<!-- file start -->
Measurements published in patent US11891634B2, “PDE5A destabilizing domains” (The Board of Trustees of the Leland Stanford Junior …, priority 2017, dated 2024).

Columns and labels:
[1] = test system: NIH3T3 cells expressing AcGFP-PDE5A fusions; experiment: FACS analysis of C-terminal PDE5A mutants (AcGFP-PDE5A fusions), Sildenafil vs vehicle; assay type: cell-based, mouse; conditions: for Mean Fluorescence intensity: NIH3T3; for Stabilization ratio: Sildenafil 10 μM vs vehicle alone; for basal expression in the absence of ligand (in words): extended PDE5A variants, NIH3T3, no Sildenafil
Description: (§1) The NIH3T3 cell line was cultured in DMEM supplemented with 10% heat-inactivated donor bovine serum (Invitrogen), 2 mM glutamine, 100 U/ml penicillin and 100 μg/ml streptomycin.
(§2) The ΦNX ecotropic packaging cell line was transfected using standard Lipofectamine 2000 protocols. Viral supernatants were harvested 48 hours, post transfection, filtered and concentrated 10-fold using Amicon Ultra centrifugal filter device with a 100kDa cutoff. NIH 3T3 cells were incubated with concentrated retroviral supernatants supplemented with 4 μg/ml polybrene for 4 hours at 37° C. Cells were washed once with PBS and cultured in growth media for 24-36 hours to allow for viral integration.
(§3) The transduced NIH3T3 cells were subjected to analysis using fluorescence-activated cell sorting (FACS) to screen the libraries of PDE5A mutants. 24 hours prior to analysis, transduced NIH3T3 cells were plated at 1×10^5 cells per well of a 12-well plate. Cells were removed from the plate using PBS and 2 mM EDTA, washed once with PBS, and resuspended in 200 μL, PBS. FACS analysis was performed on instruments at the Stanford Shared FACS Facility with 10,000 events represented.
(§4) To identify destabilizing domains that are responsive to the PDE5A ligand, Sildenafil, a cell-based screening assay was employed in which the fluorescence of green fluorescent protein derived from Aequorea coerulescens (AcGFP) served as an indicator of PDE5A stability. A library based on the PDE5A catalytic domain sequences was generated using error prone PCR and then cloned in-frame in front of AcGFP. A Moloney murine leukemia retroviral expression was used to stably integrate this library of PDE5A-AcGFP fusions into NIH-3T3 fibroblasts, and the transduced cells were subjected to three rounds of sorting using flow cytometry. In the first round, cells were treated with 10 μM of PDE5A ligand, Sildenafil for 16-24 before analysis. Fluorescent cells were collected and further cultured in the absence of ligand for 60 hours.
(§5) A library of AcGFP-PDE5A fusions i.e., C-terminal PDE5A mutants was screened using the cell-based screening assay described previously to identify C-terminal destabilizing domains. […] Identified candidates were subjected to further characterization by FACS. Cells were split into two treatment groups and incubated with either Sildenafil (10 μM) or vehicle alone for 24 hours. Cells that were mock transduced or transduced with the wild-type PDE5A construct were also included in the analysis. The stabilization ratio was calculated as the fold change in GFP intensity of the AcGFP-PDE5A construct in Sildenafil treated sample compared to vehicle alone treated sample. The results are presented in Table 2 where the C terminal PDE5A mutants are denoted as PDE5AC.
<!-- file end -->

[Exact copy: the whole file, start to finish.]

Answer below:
Measurements published in patent US11891634B2, “PDE5A destabilizing domains” (The Board of Trustees of the Leland Stanford Junior …, priority 2017, dated 2024).

Columns and labels:
[1] = test system: NIH3T3 cells expressing AcGFP-PDE5A fusions; experiment: FACS analysis of C-terminal PDE5A mutants (AcGFP-PDE5A fusions), Sildenafil vs vehicle; assay type: cell-based, mouse; conditions: for Mean Fluorescence intensity: NIH3T3; for Stabilization ratio: Sildenafil 10 μM vs vehicle alone; for basal expression in the absence of ligand (in words): extended PDE5A variants, NIH3T3, no Sildenafil
Description: (§1) The NIH3T3 cell line was cultured in DMEM supplemented with 10% heat-inactivated donor bovine serum (Invitrogen), 2 mM glutamine, 100 U/ml penicillin and 100 μg/ml streptomycin.
(§2) The ΦNX ecotropic packaging cell line was transfected using standard Lipofectamine 2000 protocols. Viral supernatants were harvested 48 hours, post transfection, filtered and concentrated 10-fold using Amicon Ultra centrifugal filter device with a 100kDa cutoff. NIH 3T3 cells were incubated with concentrated retroviral supernatants supplemented with 4 μg/ml polybrene for 4 hours at 37° C. Cells were washed once with PBS and cultured in growth media for 24-36 hours to allow for viral integration.
(§3) The transduced NIH3T3 cells were subjected to analysis using fluorescence-activated cell sorting (FACS) to screen the libraries of PDE5A mutants. 24 hours prior to analysis, transduced NIH3T3 cells were plated at 1×10^5 cells per well of a 12-well plate. Cells were removed from the plate using PBS and 2 mM EDTA, washed once with PBS, and resuspended in 200 μL, PBS. FACS analysis was performed on instruments at the Stanford Shared FACS Facility with 10,000 events represented.
(§4) To identify destabilizing domains that are responsive to the PDE5A ligand, Sildenafil, a cell-based screening assay was employed in which the fluorescence of green fluorescent protein derived from Aequorea coerulescens (AcGFP) served as an indicator of PDE5A stability. A library based on the PDE5A catalytic domain sequences was generated using error prone PCR and then cloned in-frame in front of AcGFP. A Moloney murine leukemia retroviral expression was used to stably integrate this library of PDE5A-AcGFP fusions into NIH-3T3 fibroblasts, and the transduced cells were subjected to three rounds of sorting using flow cytometry. In the first round, cells were treated with 10 μM of PDE5A ligand, Sildenafil for 16-24 before analysis. Fluorescent cells were collected and further cultured in the absence of ligand for 60 hours.
(§5) A library of AcGFP-PDE5A fusions i.e., C-terminal PDE5A mutants was screened using the cell-based screening assay described previously to identify C-terminal destabilizing domains. […] Identified candidates were subjected to further characterization by FACS. Cells were split into two treatment groups and incubated with either Sildenafil (10 μM) or vehicle alone for 24 hours. Cells that were mock transduced or transduced with the wild-type PDE5A construct were also included in the analysis. The stabilization ratio was calculated as the fold change in GFP intensity of the AcGFP-PDE5A construct in Sildenafil treated sample compared to vehicle alone treated sample. The results are presented in Table 2 where the C terminal PDE5A mutants are denoted as PDE5AC.